Latest Horror Movie Headlines

CAN: A Scanner Darkly

06.01.2006by: The Arrow

As I was being driven to the glamorous Hotel du Cap outside of Cannes to interview the cast and director of A SCANNER DARKLY (hitting screens on July 7th), the fanboy in me started to kick in. Yup, I’m a huge fan of Keanu Reeves (POINT BREAK, baby, POINT BREAK), Robert Downey Jr. (LESS THAN ZERO rocks!) and Richard Linklater’s BEFORE SUNRISE/SUNSET films. I was excited! When we got to the Hotel, I was totally taken by its lavish beauty and it formidable view of the Mediterranean Sea. WOW! And then the talent came in and I had to subside the fanboy energy that was oozing within me and be, nay... "act" professional. Here’s what came out of the interviews...

View from the Hotel du Cap! A place to hang a hat!


Very laid back, Richard Linklater was the first up to bat and here are a few interesting things he had to say about his new film A SCANNER DARKLY.

  • He’s not a huge sci-fi guy, but he’s a Phillip K. Dick guy. Much like he’s not a huge “comic book guy, but he's an “American Splendor” guy.

  • A Scanner Darkly demands to be taken as a comedy he thinks, then a drama and lastly as a total tragedy. It’s several stories on top of one another.

  • He envisioned Scanner Darkly as being animated after making Waking Life (which was translated with the same software). He felt that the look really worked for this story, in the way that from the viewers point of view, it is analogous to what the characters are going through. He thinks this animation is the best way to feel this story and what the characters are going living.

  • The Phillip K. Dick book was written coming out of the Nixon era in the 70's. He feels that the movie is also relevant today. For him, making this film really started going in his mind after 9/11 and the application of the Patriot Act.

  • He always thought that Keanu Reeves would be perfect for the lead role (Bob) because of his qualities. He says that you care about Keanu, he’s a deep thinker and big-hearted guy, and he feels the world in a way that works for this character. Keanu is the kind of guy that would call you at 2 in the morning he says, to discuss the film and his research (Keanu actually had the German passages in the book translated to English).

  • The film was a collaboration between him and the actors. “You rock and roll with somebody and get somewhere that you wouldn’t have reached on your own”.

  • He planned the shots like he did any other normal movie, but the animation process, gave him more freedom. They could deal with all the imperfections (technical) later and just focus on the performances throughout the shoot.  

  • This story spoke to him, especially taking into account the climate of our times. A Scanner Darkly feels more relevant now. It seemed like its moment had arrived.


As opposed to the chilled Richard, Keanu Reeves was wired. On coffee? I don’t know , but his eyes were wild and his movements big. A great man nonetheless and a positive presence to be around! He gave us a lot of juice about the film and a “he wants to do it” in terms of Constantine 2. Here’s Keanu!

  • He didn’t know Phillip K Dick until he was 26 years old. Dick is a pretty influential cat in his opinion in the realm of sci-fi.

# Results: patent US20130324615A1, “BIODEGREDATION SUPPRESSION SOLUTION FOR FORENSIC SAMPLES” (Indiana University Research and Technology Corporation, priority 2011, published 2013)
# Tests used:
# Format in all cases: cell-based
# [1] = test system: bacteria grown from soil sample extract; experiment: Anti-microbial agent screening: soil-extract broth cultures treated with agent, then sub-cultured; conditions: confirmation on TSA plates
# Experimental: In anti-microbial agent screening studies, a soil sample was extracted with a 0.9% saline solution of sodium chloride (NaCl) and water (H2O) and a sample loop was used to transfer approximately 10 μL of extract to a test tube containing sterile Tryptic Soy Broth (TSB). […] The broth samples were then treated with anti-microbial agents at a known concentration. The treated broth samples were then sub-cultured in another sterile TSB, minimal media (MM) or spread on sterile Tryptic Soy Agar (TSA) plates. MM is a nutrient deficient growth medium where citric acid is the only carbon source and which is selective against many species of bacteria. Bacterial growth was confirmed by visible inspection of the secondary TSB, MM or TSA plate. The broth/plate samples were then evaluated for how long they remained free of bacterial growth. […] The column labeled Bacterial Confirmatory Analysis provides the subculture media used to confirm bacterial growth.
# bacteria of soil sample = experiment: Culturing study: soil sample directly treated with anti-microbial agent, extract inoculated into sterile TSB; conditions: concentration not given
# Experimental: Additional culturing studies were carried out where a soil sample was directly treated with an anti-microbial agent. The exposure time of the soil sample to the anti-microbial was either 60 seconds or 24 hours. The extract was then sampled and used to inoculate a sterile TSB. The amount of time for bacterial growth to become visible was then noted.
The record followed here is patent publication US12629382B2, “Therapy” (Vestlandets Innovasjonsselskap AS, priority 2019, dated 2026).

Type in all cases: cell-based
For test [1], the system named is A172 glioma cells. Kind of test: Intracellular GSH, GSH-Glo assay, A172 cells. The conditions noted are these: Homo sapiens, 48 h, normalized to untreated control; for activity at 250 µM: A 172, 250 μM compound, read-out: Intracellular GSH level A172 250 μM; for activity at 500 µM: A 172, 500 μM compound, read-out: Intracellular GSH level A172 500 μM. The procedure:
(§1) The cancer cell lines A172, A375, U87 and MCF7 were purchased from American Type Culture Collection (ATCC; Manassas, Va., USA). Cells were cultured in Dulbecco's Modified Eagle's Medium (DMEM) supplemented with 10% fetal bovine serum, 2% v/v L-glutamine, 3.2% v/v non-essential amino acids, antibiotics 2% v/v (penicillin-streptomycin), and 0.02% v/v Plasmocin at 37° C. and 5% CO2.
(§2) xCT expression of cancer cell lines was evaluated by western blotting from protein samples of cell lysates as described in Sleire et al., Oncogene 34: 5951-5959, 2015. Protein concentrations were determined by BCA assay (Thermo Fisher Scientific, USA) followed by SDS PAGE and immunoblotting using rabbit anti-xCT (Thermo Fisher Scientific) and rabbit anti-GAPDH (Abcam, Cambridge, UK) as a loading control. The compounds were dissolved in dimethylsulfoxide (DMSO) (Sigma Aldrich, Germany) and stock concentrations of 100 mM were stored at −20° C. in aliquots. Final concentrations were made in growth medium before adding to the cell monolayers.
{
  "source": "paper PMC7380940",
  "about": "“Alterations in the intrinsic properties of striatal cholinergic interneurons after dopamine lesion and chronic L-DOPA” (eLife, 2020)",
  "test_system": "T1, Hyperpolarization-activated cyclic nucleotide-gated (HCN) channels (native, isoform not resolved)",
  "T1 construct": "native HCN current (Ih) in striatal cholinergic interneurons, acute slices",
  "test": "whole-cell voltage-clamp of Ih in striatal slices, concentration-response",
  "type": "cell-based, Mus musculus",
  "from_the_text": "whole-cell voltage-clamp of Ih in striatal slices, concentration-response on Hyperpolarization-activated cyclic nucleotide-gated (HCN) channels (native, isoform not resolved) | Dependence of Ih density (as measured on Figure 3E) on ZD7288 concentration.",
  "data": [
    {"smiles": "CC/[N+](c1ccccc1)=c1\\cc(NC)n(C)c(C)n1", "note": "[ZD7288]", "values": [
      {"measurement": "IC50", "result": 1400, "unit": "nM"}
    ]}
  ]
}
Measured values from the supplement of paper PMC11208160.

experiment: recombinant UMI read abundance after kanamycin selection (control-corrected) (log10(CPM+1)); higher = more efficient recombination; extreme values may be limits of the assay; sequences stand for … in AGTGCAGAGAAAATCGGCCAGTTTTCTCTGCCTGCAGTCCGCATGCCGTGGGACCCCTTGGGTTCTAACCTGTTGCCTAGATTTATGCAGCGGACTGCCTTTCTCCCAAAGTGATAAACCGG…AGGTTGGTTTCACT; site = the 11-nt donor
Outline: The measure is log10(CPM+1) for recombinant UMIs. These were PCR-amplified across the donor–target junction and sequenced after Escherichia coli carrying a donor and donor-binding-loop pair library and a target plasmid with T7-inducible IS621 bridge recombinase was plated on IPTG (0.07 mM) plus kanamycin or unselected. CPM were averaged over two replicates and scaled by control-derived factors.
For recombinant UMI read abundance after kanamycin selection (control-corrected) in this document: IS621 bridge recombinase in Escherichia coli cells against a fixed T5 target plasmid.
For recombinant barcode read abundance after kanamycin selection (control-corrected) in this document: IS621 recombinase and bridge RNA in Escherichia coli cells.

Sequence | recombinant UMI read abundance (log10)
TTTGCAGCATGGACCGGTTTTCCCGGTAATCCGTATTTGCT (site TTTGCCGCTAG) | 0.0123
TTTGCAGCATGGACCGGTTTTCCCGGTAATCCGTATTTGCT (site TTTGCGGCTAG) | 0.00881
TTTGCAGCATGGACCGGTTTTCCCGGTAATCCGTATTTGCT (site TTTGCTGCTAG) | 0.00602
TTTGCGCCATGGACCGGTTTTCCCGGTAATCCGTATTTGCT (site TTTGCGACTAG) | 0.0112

• He feels that the film reflects today’s society as we’re being watched and evaluated. A Scanner Darkly is a story that relates more to people who live in cities.

  • Working with the cast and crew was very stimulating for him. He had two weeks of rehearsals, working with the script and then the cast. They all shared a nice chemistry and played off each other very well. Once on set it was really fun for him.

  • He’s very pleased with the way the animation feels. If you relate to it, it can be a very haunting and melancholic film he says. The animation served the performances well in showing the details and movements of each character.

  • Richard Linklater used a different lens and came in very close when it came to the “morphing suit scenes”. That amplified the impact of those scenes, as it seemed to capture a lot of the internal process within the character.

  • The intimacy of the lens and the opportunity to dramatically communicate the moment made the “morphing suit” scenes so poignant in his opinion.

  • The only time he would think of "the animation process" as to his performance on set was when playing Fred and Bob-- which is when he would make bigger arm movements. But mostly, the animation was not an issue in terms of how he played the role while shooting.

  • He feels that the film is for everyone. He’s sure that it has a lot that would be enjoyable for many. Hopefully it won’t be marginalized and described as “it's for them” i.e. “high brow” crowds.

  • Constantine 2? He hopes so. They’re trying to get a script going for that. Hopefully he says.

  • He’s trying to do different kind of work, tackle different kinds of genres. He really enjoys making films. There’s a misconception in his opinion that a large budget, Hollywood picture is a different experience than making a small budget film. In terms of process, it doesn’t really change for him from one to the other.


The first thing I asked Robert Downey Jr. when he showed up at our table was: “Hey! How ya doing?” To that he retorted (well, yelled out): “AAAAarrrghh!!" -- a playful dog-like growl. That's when I knew it was going to be “that kind" of sit down…in a good, Bobby Jr. special kind of way. Yes, the man was cracking jokes left and right, didn’t take himself seriously and was just having fun with the whole thing. Here's his two cents on the flick...